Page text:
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Changes in economic difficulties and subsequent sickness absence: a prospective register-linkage study
  1. Tea Lallukka1,2,
  2. Eero Lahelma1,
  3. Ossi Rahkonen1
  1. 1Department of Public Health, Hjelt Institute, University of Helsinki, Helsinki, Finland
  2. 2Finnish Institute of Occupational Health, Helsinki, Finland
  1. Correspondence to Dr Tea Lallukka; tea.lallukka{at}helsinki.fi

Abstract

Objectives People's economic difficulties are associated with their health, but consequences of changes in economic difficulties are less understood. We aimed to examine the associations between changes in economic difficulties and subsequent sickness absence while considering socioeconomic circumstances and other covariates.

Design A prospective cohort study.

Setting Helsinki, Finland.

Participants Municipal employees of the City of Helsinki, Finland (n=3859), who were respondents to the baseline (2000–2002) and follow-up (2007) questionnaire surveys and had register-based follow-up data on sickness absence until the end of 2010.

Primary and secondary outcome measures Self-certified short (1–3 days) and medically certified intermediate (4–14 days) and long (15+ days) sickness absence spells were examined using employer's personnel register data.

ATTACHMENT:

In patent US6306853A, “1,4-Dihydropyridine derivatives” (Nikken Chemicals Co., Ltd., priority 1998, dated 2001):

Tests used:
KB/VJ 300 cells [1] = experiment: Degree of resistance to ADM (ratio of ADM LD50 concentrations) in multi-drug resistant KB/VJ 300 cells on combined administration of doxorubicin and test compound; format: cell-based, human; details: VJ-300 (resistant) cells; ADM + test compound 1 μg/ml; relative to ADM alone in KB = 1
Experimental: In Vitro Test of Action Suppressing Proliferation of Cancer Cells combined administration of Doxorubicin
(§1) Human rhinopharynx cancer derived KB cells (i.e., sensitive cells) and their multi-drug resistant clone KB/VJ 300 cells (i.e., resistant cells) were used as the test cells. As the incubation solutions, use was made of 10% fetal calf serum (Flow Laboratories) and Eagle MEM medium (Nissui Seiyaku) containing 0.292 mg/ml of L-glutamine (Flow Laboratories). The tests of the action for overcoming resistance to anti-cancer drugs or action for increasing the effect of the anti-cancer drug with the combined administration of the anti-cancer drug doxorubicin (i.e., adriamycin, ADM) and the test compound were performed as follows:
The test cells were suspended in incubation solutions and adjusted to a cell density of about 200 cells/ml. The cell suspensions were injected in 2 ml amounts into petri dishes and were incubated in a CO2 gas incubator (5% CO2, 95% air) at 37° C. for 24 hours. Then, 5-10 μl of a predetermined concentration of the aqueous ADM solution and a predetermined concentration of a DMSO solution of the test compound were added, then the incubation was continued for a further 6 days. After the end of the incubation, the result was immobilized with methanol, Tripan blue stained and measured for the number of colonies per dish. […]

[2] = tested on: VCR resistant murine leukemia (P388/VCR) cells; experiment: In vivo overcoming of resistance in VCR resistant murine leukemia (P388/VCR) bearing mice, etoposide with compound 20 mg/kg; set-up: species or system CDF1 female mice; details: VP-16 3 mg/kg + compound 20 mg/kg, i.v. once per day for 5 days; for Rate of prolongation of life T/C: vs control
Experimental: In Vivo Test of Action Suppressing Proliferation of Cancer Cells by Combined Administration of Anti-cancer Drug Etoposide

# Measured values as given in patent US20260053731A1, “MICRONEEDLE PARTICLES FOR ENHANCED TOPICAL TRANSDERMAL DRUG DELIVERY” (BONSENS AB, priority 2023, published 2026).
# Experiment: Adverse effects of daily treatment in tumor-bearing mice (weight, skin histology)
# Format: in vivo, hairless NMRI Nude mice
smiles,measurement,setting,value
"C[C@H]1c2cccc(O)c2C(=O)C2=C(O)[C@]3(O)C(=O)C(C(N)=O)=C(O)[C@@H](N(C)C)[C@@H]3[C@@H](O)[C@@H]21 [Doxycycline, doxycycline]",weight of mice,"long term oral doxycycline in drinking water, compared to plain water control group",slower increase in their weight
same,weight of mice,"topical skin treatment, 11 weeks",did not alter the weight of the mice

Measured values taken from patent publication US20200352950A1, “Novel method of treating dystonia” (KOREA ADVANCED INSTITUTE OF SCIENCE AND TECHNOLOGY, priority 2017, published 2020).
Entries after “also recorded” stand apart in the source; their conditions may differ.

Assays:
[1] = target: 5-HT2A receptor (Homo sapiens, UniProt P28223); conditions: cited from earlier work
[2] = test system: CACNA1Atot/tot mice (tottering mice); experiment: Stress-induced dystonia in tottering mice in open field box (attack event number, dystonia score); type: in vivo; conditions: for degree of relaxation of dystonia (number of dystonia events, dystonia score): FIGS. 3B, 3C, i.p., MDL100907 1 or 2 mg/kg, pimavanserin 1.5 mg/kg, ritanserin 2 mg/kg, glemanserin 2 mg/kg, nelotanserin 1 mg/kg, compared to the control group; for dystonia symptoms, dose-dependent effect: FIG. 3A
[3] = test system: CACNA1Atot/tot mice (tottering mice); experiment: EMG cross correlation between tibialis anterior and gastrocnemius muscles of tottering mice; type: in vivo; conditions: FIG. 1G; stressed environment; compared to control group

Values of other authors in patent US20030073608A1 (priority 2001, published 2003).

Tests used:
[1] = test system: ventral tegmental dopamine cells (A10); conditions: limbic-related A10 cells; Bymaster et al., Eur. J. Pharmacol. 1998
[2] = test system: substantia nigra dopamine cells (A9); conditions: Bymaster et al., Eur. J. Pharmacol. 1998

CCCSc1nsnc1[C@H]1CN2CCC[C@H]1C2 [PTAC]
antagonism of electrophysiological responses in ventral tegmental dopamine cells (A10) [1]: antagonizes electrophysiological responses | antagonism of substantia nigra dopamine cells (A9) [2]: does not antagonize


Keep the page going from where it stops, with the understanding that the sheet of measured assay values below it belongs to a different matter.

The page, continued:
Results Persistent frequent economic difficulties predicted short (rate ratios (RR) 1.66 95% CI 1.49 to 1.86), intermediate (RR 2.13 95% CI 1.85 to 2.45) and long (RR 2.18 95% CI 1.75 to 2.70) sickness absence spells. Increasing economic difficulties similarly predicted sickness absence spells. The risks were somewhat stronger the longer the absence, and remained although attenuated somewhat after full adjustment. Weak risks were found also for persistent occasional economic difficulties and decreasing economic difficulties, and they attenuated further after full adjustments.

Conclusions Changes in economic difficulties predict subsequent sickness absence even after considering income, baseline health and other covariates. Thus economic difficulties should be considered when addressing causes of sickness absence.

  • employees
  • prospective
  • register-based
  • material hardship
  • work ability
  • socioeconomic position

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